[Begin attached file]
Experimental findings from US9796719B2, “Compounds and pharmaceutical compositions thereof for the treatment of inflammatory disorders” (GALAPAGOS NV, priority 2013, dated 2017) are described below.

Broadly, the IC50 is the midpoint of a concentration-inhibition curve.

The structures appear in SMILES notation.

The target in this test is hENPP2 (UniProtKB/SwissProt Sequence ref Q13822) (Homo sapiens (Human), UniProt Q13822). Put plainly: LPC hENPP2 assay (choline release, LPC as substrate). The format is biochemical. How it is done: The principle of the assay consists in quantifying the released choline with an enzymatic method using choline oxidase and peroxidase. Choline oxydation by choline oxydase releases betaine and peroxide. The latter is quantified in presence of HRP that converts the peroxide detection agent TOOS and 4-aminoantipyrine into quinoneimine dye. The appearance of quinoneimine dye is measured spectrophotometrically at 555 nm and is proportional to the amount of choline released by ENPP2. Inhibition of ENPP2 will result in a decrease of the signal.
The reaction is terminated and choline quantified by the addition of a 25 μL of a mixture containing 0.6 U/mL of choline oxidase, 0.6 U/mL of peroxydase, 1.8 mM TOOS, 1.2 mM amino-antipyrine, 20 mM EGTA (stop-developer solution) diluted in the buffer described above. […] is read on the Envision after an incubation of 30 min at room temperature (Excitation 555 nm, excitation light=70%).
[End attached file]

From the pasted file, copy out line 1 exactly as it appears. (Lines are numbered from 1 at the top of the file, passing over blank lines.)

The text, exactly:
Experimental findings from US9796719B2, “Compounds and pharmaceutical compositions thereof for the treatment of inflammatory disorders” (GALAPAGOS NV, priority 2013, dated 2017) are described below.